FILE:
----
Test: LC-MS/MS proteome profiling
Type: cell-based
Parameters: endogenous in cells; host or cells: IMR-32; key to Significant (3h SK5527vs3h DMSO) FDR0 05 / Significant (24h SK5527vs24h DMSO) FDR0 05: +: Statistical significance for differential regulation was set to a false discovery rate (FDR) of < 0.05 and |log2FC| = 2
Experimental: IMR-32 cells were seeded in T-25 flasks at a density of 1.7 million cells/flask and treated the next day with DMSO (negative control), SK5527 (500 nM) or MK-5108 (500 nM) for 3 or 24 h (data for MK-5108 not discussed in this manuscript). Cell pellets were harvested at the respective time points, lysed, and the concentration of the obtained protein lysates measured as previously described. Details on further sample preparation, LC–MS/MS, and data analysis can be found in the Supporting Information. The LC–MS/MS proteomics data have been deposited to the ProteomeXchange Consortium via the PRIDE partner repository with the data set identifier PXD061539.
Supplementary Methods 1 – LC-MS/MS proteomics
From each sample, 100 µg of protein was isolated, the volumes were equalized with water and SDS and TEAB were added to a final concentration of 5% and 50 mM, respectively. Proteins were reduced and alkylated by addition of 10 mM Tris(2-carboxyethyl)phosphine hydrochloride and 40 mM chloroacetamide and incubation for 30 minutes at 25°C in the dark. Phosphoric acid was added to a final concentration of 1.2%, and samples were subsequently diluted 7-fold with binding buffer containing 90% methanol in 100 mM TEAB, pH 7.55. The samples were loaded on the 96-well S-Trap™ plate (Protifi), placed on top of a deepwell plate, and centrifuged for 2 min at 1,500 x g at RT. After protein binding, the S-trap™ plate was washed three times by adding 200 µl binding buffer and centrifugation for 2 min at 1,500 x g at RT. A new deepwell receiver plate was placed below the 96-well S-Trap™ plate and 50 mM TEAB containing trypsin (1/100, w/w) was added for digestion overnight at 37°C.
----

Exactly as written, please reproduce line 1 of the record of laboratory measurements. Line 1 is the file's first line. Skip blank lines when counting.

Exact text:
Test: LC-MS/MS proteome profiling